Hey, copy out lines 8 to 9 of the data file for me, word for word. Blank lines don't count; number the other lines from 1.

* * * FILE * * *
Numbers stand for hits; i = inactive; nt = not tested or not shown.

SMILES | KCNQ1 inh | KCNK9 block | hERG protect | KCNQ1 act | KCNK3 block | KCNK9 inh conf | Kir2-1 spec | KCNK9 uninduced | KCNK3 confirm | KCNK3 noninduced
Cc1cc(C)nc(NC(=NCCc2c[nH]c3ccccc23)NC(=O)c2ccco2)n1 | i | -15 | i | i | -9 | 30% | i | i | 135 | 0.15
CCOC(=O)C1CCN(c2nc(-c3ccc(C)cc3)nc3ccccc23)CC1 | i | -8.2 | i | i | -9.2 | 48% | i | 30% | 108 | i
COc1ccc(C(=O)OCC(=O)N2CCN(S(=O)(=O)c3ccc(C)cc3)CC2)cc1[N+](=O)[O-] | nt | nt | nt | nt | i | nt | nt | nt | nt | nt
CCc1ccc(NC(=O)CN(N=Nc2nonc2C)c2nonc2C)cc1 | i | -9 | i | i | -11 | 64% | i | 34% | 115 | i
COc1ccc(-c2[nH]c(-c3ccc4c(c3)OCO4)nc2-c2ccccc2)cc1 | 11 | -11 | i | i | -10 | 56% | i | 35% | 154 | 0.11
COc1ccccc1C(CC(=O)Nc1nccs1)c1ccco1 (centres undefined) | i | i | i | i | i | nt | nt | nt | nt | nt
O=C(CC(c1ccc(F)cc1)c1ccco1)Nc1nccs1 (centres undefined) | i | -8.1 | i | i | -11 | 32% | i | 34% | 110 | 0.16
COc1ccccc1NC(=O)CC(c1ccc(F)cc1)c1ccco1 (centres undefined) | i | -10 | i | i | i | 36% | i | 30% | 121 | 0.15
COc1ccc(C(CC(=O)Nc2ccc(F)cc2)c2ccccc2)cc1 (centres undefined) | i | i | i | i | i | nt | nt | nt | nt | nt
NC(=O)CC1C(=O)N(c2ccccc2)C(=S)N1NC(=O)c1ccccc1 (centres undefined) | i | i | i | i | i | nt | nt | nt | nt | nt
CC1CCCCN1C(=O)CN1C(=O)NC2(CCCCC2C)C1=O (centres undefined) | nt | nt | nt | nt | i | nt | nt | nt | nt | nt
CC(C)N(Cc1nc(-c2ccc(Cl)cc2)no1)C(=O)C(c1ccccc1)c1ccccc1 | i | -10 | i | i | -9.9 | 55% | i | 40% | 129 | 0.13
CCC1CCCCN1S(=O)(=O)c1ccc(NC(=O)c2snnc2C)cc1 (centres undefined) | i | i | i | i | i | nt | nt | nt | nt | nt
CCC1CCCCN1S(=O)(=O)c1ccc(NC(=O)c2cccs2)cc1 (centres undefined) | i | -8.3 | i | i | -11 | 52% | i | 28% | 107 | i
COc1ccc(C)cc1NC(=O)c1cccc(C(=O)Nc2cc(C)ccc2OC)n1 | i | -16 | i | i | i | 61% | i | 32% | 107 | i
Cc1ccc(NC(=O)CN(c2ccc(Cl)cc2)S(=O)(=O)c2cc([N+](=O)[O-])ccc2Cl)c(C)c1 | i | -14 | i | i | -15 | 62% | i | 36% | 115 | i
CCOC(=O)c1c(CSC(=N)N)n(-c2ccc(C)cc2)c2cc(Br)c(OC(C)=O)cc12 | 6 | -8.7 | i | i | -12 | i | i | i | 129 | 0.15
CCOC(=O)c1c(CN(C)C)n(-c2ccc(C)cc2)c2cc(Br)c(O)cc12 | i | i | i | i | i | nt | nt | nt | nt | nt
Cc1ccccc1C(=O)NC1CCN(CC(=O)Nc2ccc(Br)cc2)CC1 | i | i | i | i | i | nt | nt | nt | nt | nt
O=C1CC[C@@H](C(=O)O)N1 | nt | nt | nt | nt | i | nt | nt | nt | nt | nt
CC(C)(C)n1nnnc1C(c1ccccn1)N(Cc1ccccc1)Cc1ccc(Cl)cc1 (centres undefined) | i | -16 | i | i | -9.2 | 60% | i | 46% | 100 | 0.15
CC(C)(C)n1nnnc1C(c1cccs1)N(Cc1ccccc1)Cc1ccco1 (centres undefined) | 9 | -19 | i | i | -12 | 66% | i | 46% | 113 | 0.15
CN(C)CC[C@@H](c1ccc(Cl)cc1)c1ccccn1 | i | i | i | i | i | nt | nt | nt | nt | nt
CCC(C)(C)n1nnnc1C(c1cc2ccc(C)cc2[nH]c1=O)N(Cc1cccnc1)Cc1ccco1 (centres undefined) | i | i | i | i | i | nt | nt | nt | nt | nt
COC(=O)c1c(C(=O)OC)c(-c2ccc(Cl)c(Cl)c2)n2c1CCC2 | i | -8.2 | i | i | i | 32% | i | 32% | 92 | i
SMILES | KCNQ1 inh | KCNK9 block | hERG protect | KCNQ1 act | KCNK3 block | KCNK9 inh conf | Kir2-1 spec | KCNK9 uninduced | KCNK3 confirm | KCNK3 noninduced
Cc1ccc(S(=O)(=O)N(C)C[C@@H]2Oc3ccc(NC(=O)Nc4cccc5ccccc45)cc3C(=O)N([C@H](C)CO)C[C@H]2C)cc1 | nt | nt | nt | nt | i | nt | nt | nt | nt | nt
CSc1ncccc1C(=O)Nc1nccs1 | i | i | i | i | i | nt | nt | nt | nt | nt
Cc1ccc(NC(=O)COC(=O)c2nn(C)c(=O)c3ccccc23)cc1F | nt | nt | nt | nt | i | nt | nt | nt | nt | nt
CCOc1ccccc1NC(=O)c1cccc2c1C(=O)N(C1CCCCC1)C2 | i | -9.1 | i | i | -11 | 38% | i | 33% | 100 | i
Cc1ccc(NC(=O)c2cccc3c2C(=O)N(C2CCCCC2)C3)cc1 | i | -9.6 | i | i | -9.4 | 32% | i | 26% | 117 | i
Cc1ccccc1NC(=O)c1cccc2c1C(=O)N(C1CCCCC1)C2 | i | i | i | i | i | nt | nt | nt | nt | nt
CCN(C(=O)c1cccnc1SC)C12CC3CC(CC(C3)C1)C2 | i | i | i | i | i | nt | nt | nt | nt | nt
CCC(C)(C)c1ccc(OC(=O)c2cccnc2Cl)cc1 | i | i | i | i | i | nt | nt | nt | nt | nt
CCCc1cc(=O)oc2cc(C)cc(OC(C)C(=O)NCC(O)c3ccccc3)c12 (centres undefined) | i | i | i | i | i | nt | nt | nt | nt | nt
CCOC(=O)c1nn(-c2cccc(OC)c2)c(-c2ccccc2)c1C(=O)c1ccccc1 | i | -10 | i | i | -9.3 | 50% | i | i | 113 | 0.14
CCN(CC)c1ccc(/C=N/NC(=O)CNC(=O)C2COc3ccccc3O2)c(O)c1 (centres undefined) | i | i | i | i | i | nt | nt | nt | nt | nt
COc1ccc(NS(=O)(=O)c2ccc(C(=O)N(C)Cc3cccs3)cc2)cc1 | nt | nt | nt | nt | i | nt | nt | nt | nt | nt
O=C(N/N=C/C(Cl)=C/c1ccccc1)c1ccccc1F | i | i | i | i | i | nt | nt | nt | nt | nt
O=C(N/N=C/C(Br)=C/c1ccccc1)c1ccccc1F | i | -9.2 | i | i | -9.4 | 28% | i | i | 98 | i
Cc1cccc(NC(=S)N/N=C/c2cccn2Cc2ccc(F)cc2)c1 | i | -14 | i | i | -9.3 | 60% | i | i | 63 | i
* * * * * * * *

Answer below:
COc1ccccc1C(CC(=O)Nc1nccs1)c1ccco1 (centres undefined) | i | i | i | i | i | nt | nt | nt | nt | nt
O=C(CC(c1ccc(F)cc1)c1ccco1)Nc1nccs1 (centres undefined) | i | -8.1 | i | i | -11 | 32% | i | 34% | 110 | 0.16